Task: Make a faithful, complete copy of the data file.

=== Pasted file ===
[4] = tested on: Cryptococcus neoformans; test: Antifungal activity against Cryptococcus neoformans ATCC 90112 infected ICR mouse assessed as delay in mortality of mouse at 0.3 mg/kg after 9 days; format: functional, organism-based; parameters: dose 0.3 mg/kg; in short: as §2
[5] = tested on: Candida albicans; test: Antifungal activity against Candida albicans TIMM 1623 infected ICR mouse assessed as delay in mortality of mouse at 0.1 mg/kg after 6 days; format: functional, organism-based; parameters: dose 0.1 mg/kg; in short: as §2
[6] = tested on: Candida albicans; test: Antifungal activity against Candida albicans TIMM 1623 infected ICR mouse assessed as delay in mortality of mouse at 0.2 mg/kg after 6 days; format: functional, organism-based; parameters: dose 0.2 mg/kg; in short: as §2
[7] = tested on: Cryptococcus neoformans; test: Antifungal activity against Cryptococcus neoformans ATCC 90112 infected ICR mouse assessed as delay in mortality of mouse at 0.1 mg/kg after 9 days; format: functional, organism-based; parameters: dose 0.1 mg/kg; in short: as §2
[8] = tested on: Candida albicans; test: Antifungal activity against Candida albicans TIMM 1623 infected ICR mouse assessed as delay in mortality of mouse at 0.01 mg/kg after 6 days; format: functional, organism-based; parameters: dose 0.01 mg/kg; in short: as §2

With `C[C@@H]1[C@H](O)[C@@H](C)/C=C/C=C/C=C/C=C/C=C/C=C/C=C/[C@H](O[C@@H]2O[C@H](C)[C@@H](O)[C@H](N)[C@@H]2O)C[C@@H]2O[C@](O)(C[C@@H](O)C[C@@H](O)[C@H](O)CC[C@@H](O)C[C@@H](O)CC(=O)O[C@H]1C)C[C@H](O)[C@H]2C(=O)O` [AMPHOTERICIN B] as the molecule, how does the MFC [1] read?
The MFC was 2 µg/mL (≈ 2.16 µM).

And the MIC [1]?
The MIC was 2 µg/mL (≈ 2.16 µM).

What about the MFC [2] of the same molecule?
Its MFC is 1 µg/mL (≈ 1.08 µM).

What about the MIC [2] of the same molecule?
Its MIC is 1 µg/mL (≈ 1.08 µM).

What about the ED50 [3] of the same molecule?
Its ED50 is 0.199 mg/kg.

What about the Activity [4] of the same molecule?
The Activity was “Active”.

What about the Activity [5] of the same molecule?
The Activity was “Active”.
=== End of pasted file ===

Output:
[4] = tested on: Cryptococcus neoformans; test: Antifungal activity against Cryptococcus neoformans ATCC 90112 infected ICR mouse assessed as delay in mortality of mouse at 0.3 mg/kg after 9 days; format: functional, organism-based; parameters: dose 0.3 mg/kg; in short: as §2
[5] = tested on: Candida albicans; test: Antifungal activity against Candida albicans TIMM 1623 infected ICR mouse assessed as delay in mortality of mouse at 0.1 mg/kg after 6 days; format: functional, organism-based; parameters: dose 0.1 mg/kg; in short: as §2
[6] = tested on: Candida albicans; test: Antifungal activity against Candida albicans TIMM 1623 infected ICR mouse assessed as delay in mortality of mouse at 0.2 mg/kg after 6 days; format: functional, organism-based; parameters: dose 0.2 mg/kg; in short: as §2
[7] = tested on: Cryptococcus neoformans; test: Antifungal activity against Cryptococcus neoformans ATCC 90112 infected ICR mouse assessed as delay in mortality of mouse at 0.1 mg/kg after 9 days; format: functional, organism-based; parameters: dose 0.1 mg/kg; in short: as §2
[8] = tested on: Candida albicans; test: Antifungal activity against Candida albicans TIMM 1623 infected ICR mouse assessed as delay in mortality of mouse at 0.01 mg/kg after 6 days; format: functional, organism-based; parameters: dose 0.01 mg/kg; in short: as §2

With `C[C@@H]1[C@H](O)[C@@H](C)/C=C/C=C/C=C/C=C/C=C/C=C/C=C/[C@H](O[C@@H]2O[C@H](C)[C@@H](O)[C@H](N)[C@@H]2O)C[C@@H]2O[C@](O)(C[C@@H](O)C[C@@H](O)[C@H](O)CC[C@@H](O)C[C@@H](O)CC(=O)O[C@H]1C)C[C@H](O)[C@H]2C(=O)O` [AMPHOTERICIN B] as the molecule, how does the MFC [1] read?
The MFC was 2 µg/mL (≈ 2.16 µM).

And the MIC [1]?
The MIC was 2 µg/mL (≈ 2.16 µM).

What about the MFC [2] of the same molecule?
Its MFC is 1 µg/mL (≈ 1.08 µM).

What about the MIC [2] of the same molecule?
Its MIC is 1 µg/mL (≈ 1.08 µM).

What about the ED50 [3] of the same molecule?
Its ED50 is 0.199 mg/kg.

What about the Activity [4] of the same molecule?
The Activity was “Active”.

What about the Activity [5] of the same molecule?
The Activity was “Active”.